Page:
The increasing cost of Swiss exports abroad coupled with the opening of new emerging markets has tempted, or even forced, some companies to shift manufacturing to other countries.
But escalating fears that Switzerland is being stripped of its industrial base by the strong franc has been downplayed by manufacturers and trade unions despite thousands of recent job cuts and the relocation of production abroad.
The recent rash of production line relocations to more cost effective countries, despite the Swiss National Bank setting an exchange rate floor against the euro, has raised the hackles of some sections of the media and in political circles.
In June, the German owners of biotech company Serono confirmed plans to shut down a key Geneva-based headquarters with the loss of 500 jobs and the relocation of 750 others to centres outside of Switzerland.
Fibre optic cable specialists Reichle & De-Massari opened its new Bulgarian factory in April with the aim of shifting some production away from Switzerland with the loss of around 50 Swiss jobs.
Smaller firms outsourcing
Outsourcing production – or contracting foreign owned factories to produce goods – has provided a cost effective avenue for some small and medium sized enterprises (SMEs) that employ two thirds of all workers in Switzerland but lack the financial muscle to build their own plants.
Consultancy firm Mattig Management Partners has seen outsourcing interest from larger SMEs triple in recent years as the strong franc affected margins, but many do not go through with theirs as a shortage of local skilled workers keeps labour costs relatively high.
“SMEs tend to be surprised that potential partners turn down requests for outsourcing as the volume is too thin or because local cost is higher than anticipated,” Chairman Andreas Mattig told swissinfo.ch.
Three years ago, multinational industrial concern Georg Fischer announced plans to slim down production at its GF AgieCharmilles business unit and concentrate the manufacture of machine tools in China.
The company now produces 80 per cent of its goods abroad, but chief executive Yves Serra said that its Swiss base remains a key element for success.
“We manufacture abroad because customers want us to be close to them and we manufacture products in Switzerland that require a high degree of quality and where it is possible to automatize production,” Serra told swissinfo.ch (see related story link for full interview).
“We want to retain our image as a manufacturer of quality products and a large part of this reputation derives from our presence in Switzerland.”
Jobs at stake
The bald statistics appear to confirm the argument that Switzerland’s industrial base is being eroded. Manufacturing’s share of economic added value has halved from 40 per cent in 1960 to 20 per cent today, while the share of jobs has fallen from 50 per cent to 22 per cent.
This long term trend is largely in line with many other advanced economies. But Swiss economic journalist Beat Kappeler argues that, with the exception of the textiles industry, Switzerland has avoided the fate of Britain and the United States, that have lost vast swathes of production.
“The Anglo-Saxon world has lost traditional industries such as textiles, heavy machinery and white goods (for example, television sets),” Kappeler told swissinfo.ch, explaining that Switzerland has shifted emphasis from mass produced goods to quality niche products.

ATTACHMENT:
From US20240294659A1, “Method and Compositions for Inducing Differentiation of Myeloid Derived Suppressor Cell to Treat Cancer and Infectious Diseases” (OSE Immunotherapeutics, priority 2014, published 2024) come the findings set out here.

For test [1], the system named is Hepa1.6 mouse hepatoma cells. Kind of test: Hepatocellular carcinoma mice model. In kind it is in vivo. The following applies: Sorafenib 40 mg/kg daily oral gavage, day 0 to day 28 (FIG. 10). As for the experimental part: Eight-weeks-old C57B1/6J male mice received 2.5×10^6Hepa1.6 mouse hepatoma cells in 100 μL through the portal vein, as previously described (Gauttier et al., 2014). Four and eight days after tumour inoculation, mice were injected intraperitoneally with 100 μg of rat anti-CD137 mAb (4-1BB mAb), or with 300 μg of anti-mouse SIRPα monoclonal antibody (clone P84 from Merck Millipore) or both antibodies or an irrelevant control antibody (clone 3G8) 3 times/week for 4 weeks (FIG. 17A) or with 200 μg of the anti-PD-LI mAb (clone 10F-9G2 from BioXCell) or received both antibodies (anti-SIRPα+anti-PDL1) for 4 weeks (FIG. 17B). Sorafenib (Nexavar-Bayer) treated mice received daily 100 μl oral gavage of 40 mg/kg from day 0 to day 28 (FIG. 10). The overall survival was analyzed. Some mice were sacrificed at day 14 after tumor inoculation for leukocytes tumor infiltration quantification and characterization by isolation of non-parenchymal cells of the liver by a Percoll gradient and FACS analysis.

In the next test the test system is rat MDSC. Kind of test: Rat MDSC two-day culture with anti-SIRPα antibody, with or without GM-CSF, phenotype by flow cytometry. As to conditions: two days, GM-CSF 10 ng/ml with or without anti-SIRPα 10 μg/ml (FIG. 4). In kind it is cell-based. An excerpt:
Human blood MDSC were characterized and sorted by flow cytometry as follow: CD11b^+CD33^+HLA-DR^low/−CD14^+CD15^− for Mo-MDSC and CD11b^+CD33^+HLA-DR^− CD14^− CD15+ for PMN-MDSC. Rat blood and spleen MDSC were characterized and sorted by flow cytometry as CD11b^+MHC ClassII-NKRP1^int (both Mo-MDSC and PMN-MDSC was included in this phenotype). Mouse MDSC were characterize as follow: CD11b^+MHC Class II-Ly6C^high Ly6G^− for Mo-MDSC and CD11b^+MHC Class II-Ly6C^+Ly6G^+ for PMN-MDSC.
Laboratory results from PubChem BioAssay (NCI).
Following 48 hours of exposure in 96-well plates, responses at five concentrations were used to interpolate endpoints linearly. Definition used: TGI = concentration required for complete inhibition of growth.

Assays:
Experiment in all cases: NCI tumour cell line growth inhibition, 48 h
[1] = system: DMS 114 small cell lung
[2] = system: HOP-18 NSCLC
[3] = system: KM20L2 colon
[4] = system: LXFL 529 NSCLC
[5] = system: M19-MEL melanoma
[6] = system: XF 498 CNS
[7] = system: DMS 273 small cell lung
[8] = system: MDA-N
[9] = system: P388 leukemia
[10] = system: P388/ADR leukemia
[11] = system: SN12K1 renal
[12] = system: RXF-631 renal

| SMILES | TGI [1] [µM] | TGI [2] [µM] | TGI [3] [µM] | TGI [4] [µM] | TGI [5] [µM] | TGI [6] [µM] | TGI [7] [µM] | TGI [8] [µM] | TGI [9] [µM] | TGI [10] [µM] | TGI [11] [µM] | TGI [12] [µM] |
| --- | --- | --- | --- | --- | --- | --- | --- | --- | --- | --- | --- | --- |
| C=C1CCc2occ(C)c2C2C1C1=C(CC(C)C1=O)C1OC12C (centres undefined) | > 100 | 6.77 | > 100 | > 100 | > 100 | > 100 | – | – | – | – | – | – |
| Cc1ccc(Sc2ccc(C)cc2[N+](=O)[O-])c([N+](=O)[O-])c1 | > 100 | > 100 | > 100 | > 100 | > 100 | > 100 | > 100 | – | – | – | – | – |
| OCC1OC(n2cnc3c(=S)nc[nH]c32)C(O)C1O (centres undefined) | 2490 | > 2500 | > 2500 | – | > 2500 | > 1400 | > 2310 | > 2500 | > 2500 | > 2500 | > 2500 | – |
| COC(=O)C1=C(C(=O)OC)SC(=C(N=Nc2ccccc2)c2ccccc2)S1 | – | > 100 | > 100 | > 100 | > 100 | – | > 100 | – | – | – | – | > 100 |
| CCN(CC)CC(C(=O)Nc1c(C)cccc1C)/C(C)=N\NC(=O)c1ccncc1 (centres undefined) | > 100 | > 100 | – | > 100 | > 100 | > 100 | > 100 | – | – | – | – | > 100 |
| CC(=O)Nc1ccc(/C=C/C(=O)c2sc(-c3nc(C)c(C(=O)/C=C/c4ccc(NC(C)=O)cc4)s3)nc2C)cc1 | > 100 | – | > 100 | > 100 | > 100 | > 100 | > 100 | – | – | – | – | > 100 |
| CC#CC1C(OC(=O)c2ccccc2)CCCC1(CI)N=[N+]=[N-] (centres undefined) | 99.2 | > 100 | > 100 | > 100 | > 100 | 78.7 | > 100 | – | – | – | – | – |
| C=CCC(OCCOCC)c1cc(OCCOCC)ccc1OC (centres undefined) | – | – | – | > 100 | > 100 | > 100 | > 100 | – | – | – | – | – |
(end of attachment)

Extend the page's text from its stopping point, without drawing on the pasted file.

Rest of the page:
“We have become stronger in fine mechanical products, watches, luxury goods, and pharmaceuticals. Switzerland is the ninth largest biotech producer in the world. I think we have actually intensified the infrastructure and importance of industry in this country.”
Industrial base intact
The raft of job losses in the last few years has worried trade unions. Some 660,000 people were employed in traditional manufacturing in 2008, according to official statistics, but this figure has sunk by some 30,000 in the last four years despite a rally in the last few months.
However, the ability of firms to specialise in high value niche areas coupled with the strength of the domestic economy has been enough to fend off deindustrialisation, according to José Corpataux, an economist at the Swiss Trade Union Federation.
“Switzerland still has a good industrial base compared to other countries such as Britain, the United States and France,” he told swissinfo.ch. “Deindustrialisation is less of an issue in Switzerland than elsewhere.”
“The strong franc makes it difficult for all industries to compete and if it continues to be a problem then we could see deindustrialisation. But if you have good macroeconomic conditions then companies can still develop.”
Swiss firms were able to exploit favourable economic conditions in the four years leading up to the 2008 financial crisis when manufacturers created thousands of new jobs while cashing in on the boom era.
UBS bank chief economist Daniel Kalt believes the relocation of production is merely a sign of the latest phase in the business cycle. Rather than a sign of deindustrialisation, the measures send out positive signals in his book.
“Even though shifts in production to locations abroad accelerate in phases of Swiss franc strength, they are also indicative of the fact that companies are working on their competitiveness and optimizing their cost structures,” Kalt wrote in a recent UBS publication.